Caterpillar (CAT) was down over 2% on Friday's trading session, in part because of slowing sales of its machinery. Caterpillar's success is no longer tied heavily to China's infrastructure spending. According to the company, China accounts for only 3% of Caterpillar's sales. Caterpillar has slowed production of its machinery to avoid holding excess inventory, to the point of temporarily shutting down some of its plants.
Earlier this year, CAT revised forward guidance down for the next three years. They cited a slowing global economy, growing fiscal uncertainty domestically, and other macroeconomic factors. However, Caterpillar just released some astounding numbers that show global sales grew the last three months ending November by 5% year over year. That could be a sign that the bottom is forming on this machining giant.
Currently, Caterpillar is closer to the 52-week low of $78.25 than the 52-week high of $116.95. Caterpillar has been the victim of a slowing global economy without question. Governments around the world have been installing austerity measures and spending cuts throughout their economies. With infrastructure spending being cut in 2013 as a result of the Fiscal Cliff, it would seem as if Caterpillar is staring another tough year in the face.
Before you start thinking that way, look at the fundamentals. CAT's P/E is 8.97, a Forward P/E of 10.06, a PEG of .70, and a P/S ratio of .87. Compare those numbers to rival Deere and Company (DE). Deere has a P/E of 11.29, Forward P/E of 9.70, PEG of 1.03, and a P/S ratio of .93. By the fundamentals, Caterpillar is cheaper than Deere no matter which combination of fundamentals you prefer.
Now compare Caterpillar's fundamentals against the industry average. The industry average is a P/E ratio of 14.82, a PEG of .78, and a P/S ratio of 1.22. Each of Caterpillar's fundamentals are cheaper than the industry average. Combine that with the fact that Caterpillar has firm support just above $85/share after looking over the technical indicators, and Caterpillar is looking poised for a rebound.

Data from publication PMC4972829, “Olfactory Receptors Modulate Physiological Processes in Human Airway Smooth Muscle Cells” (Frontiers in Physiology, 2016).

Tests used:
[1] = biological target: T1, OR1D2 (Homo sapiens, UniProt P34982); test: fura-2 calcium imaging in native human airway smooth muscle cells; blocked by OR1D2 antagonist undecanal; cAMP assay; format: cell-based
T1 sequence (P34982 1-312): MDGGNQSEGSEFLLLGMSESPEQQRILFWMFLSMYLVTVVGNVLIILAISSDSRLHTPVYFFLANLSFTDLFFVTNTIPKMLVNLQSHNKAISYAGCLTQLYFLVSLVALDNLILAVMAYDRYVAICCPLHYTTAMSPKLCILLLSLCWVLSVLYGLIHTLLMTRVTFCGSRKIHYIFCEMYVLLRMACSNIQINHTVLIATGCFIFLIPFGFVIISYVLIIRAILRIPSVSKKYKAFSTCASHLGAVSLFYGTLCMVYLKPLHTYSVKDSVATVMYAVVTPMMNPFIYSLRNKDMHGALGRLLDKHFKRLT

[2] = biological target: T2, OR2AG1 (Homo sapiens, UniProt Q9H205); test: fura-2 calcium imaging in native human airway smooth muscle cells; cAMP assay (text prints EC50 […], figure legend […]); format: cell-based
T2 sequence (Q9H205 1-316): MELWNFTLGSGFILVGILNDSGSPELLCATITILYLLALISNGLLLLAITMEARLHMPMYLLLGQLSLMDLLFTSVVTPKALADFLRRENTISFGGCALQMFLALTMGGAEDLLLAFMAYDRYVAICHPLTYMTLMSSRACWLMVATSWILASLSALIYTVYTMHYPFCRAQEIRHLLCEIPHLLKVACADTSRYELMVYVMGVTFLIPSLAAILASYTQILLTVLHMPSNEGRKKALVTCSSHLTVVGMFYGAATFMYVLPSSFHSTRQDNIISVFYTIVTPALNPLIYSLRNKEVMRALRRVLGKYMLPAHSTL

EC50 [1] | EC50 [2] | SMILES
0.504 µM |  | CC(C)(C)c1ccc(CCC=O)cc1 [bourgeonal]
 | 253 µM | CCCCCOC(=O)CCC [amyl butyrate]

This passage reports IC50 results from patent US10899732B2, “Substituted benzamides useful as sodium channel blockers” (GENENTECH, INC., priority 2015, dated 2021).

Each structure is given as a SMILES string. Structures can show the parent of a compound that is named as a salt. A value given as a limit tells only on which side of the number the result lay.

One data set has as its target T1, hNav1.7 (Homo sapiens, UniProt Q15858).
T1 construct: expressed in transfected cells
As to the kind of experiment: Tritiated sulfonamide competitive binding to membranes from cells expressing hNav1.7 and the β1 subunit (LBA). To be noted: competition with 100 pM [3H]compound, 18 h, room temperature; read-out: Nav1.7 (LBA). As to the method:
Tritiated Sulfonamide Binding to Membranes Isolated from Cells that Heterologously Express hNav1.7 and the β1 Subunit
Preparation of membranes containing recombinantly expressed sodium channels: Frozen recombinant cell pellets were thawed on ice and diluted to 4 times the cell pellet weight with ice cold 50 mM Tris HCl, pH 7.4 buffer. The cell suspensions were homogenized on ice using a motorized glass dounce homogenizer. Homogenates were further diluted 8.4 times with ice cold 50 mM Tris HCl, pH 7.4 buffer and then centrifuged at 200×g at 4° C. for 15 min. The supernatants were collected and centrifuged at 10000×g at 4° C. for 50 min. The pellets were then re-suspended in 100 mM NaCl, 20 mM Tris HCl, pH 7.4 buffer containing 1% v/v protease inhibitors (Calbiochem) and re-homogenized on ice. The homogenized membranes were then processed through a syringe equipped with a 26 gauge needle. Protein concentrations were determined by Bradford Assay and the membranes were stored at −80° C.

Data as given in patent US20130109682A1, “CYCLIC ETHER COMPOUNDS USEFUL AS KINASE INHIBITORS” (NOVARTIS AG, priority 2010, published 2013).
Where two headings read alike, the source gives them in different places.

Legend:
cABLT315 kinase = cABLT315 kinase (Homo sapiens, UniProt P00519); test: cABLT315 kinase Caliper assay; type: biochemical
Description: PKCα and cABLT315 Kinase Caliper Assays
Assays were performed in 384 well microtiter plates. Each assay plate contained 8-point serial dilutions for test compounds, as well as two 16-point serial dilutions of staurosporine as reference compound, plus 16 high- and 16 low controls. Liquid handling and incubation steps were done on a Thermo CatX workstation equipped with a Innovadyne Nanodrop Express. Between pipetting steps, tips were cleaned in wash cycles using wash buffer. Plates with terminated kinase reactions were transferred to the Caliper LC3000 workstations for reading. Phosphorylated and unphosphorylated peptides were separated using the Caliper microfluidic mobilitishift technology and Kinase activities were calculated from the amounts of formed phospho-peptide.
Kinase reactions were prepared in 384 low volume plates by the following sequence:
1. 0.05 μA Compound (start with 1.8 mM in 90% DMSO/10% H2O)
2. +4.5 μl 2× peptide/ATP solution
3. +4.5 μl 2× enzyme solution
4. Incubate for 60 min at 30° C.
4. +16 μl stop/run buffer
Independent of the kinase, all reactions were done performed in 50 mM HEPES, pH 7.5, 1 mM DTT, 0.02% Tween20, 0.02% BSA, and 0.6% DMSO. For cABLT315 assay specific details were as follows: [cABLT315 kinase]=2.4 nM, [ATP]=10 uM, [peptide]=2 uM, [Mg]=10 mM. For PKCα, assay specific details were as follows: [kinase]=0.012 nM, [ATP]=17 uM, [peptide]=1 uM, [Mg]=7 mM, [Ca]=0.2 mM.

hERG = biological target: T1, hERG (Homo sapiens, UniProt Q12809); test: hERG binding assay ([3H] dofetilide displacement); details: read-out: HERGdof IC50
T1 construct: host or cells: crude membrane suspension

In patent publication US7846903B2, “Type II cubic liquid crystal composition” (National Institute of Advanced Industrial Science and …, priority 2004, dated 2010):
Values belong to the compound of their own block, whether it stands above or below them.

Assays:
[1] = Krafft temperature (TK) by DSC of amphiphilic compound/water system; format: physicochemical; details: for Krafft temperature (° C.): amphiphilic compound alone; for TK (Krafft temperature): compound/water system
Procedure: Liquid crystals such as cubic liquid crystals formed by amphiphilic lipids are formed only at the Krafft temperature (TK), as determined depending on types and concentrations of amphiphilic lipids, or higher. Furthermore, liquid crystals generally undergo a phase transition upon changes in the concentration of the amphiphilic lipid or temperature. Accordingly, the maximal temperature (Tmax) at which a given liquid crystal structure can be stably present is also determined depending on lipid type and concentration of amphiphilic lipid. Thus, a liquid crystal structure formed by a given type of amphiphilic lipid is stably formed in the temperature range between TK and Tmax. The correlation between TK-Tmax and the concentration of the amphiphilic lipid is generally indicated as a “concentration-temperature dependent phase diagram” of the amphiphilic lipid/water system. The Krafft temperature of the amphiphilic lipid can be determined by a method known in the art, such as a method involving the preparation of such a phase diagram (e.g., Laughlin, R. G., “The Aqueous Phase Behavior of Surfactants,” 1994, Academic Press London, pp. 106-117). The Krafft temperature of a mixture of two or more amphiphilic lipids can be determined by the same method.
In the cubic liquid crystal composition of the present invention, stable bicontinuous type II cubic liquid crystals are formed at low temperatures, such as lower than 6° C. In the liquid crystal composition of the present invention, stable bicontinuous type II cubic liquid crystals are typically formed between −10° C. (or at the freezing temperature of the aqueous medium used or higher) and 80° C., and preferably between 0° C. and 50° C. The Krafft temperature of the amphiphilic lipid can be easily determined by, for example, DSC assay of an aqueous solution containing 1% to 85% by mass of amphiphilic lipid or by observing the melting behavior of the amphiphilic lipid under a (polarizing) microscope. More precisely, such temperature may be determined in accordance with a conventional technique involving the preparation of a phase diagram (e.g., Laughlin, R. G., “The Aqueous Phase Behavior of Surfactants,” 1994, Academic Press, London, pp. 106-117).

Why does this make a difference? A good stock in a bad sector still doesn't make money. That's true. However, when an entire sector looks cheap, and it isn't going under, it's time to look for the best in that sector for the rebound. If you did that with the homebuilders at the beginning of 2012, such as Pulte (PHM) or Toll Brothers (TOL), you would be staring at over 100% returns YTD. If you think that the machining sector is about to go bankrupt, then I'd be happy to sell you a bridge in London as well.
There are only two reasons I would avoid holding Caterpillar in 2013. If the Fiscal Cliff remains unresolved through the end of winter, we could see the forced spending cuts hurting Caterpillar's bottom line. Regular maintenance on roads could be cut. Businesses will abandon building projects for the year, and reallocate those resources to continue to build shareholder equity. Businesses will only tolerate uncertainty for so long before turning to other options to use resources on. The other reason will only happen if the Fiscal Cliff isn't resolved, and that is if the global economy as a whole slows drastically. Caterpillar relies on government spending from around the world, as well as business expansion. If the global economy were to slow at a drastic pace, funds for projects needing CAT machinery would dry up quickly.
While countries are seemingly racing to see who can cut spending faster, they still have roads, bridges and dams that need to be maintained. Caterpillar's dominance in the machining space isn't because of price, but product quality and service quality. Sovereigns across the world have relied on, and will continue to rely on, Caterpillar's machines to maintain those bridges and roads that must be maintained. Don't count on having many more opportunities to pick this Illinois based company up for cheap. With the DOW average of a 13 P/E, Caterpillar's forward P/E of 10.06 has investors with a long-time horizon salivating.
Additional disclosure: Investing involves a significant risk of loss. As such, never invest more than you can afford to lose. Always consult with a licensed financial professional before adding a position to your portfolio.